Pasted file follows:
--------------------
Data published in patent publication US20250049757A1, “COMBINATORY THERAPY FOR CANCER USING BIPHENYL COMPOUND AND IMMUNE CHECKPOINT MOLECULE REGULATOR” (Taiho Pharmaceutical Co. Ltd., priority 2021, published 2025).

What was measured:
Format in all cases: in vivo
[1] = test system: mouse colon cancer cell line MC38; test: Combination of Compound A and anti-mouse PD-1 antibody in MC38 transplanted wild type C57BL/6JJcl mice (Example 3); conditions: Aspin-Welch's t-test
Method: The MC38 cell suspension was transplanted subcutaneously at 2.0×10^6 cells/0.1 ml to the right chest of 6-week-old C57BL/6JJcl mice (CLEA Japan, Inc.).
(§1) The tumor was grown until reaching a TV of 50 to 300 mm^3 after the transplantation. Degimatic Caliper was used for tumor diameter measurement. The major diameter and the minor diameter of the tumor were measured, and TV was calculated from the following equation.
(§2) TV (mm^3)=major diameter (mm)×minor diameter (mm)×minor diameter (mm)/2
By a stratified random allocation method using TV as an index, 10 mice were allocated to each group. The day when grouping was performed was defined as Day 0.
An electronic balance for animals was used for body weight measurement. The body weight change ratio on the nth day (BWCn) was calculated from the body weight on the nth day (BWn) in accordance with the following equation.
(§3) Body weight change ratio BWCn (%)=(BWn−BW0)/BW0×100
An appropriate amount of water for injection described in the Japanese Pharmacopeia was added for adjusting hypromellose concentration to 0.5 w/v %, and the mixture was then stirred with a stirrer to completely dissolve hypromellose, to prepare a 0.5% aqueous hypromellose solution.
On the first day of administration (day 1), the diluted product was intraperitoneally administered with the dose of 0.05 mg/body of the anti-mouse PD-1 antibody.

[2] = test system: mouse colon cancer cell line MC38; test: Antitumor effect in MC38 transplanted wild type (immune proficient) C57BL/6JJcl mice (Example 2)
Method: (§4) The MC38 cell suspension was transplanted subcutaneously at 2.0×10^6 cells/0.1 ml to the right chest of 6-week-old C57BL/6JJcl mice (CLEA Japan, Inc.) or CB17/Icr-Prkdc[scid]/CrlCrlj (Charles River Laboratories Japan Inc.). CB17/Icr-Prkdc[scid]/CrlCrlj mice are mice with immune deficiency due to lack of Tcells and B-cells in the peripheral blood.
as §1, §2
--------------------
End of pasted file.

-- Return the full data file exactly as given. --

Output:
Data published in patent publication US20250049757A1, “COMBINATORY THERAPY FOR CANCER USING BIPHENYL COMPOUND AND IMMUNE CHECKPOINT MOLECULE REGULATOR” (Taiho Pharmaceutical Co. Ltd., priority 2021, published 2025).

What was measured:
Format in all cases: in vivo
[1] = test system: mouse colon cancer cell line MC38; test: Combination of Compound A and anti-mouse PD-1 antibody in MC38 transplanted wild type C57BL/6JJcl mice (Example 3); conditions: Aspin-Welch's t-test
Method: The MC38 cell suspension was transplanted subcutaneously at 2.0×10^6 cells/0.1 ml to the right chest of 6-week-old C57BL/6JJcl mice (CLEA Japan, Inc.).
(§1) The tumor was grown until reaching a TV of 50 to 300 mm^3 after the transplantation. Degimatic Caliper was used for tumor diameter measurement. The major diameter and the minor diameter of the tumor were measured, and TV was calculated from the following equation.
(§2) TV (mm^3)=major diameter (mm)×minor diameter (mm)×minor diameter (mm)/2
By a stratified random allocation method using TV as an index, 10 mice were allocated to each group. The day when grouping was performed was defined as Day 0.
An electronic balance for animals was used for body weight measurement. The body weight change ratio on the nth day (BWCn) was calculated from the body weight on the nth day (BWn) in accordance with the following equation.
(§3) Body weight change ratio BWCn (%)=(BWn−BW0)/BW0×100
An appropriate amount of water for injection described in the Japanese Pharmacopeia was added for adjusting hypromellose concentration to 0.5 w/v %, and the mixture was then stirred with a stirrer to completely dissolve hypromellose, to prepare a 0.5% aqueous hypromellose solution.
On the first day of administration (day 1), the diluted product was intraperitoneally administered with the dose of 0.05 mg/body of the anti-mouse PD-1 antibody.

[2] = test system: mouse colon cancer cell line MC38; test: Antitumor effect in MC38 transplanted wild type (immune proficient) C57BL/6JJcl mice (Example 2)
Method: (§4) The MC38 cell suspension was transplanted subcutaneously at 2.0×10^6 cells/0.1 ml to the right chest of 6-week-old C57BL/6JJcl mice (CLEA Japan, Inc.) or CB17/Icr-Prkdc[scid]/CrlCrlj (Charles River Laboratories Japan Inc.). CB17/Icr-Prkdc[scid]/CrlCrlj mice are mice with immune deficiency due to lack of Tcells and B-cells in the peripheral blood.
as §1, §2